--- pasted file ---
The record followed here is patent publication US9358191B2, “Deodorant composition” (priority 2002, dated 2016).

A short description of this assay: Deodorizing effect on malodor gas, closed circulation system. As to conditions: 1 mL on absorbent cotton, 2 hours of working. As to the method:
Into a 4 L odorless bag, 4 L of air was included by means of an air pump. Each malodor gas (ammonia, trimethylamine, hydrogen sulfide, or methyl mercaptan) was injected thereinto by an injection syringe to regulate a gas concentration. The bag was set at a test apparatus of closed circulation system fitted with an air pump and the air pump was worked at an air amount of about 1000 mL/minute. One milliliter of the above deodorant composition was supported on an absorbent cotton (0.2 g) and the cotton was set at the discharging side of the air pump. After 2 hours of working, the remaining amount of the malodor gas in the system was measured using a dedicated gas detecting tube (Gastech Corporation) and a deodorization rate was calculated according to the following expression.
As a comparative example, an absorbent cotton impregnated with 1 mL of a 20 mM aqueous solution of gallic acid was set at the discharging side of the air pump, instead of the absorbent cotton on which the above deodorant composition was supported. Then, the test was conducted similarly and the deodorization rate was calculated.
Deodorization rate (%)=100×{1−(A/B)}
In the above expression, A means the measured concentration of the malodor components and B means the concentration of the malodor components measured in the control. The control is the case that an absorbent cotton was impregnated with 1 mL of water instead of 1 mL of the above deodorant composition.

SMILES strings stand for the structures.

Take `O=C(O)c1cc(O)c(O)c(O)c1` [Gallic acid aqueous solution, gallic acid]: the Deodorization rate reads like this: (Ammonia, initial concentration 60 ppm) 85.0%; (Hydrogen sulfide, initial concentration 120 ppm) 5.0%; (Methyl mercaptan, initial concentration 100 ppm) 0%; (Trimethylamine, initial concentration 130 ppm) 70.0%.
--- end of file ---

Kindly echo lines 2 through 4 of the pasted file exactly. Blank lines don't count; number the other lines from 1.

A short description of this assay: Deodorizing effect on malodor gas, closed circulation system. As to conditions: 1 mL on absorbent cotton, 2 hours of working. As to the method:
Into a 4 L odorless bag, 4 L of air was included by means of an air pump. Each malodor gas (ammonia, trimethylamine, hydrogen sulfide, or methyl mercaptan) was injected thereinto by an injection syringe to regulate a gas concentration. The bag was set at a test apparatus of closed circulation system fitted with an air pump and the air pump was worked at an air amount of about 1000 mL/minute. One milliliter of the above deodorant composition was supported on an absorbent cotton (0.2 g) and the cotton was set at the discharging side of the air pump. After 2 hours of working, the remaining amount of the malodor gas in the system was measured using a dedicated gas detecting tube (Gastech Corporation) and a deodorization rate was calculated according to the following expression.
As a comparative example, an absorbent cotton impregnated with 1 mL of a 20 mM aqueous solution of gallic acid was set at the discharging side of the air pump, instead of the absorbent cotton on which the above deodorant composition was supported. Then, the test was conducted similarly and the deodorization rate was calculated.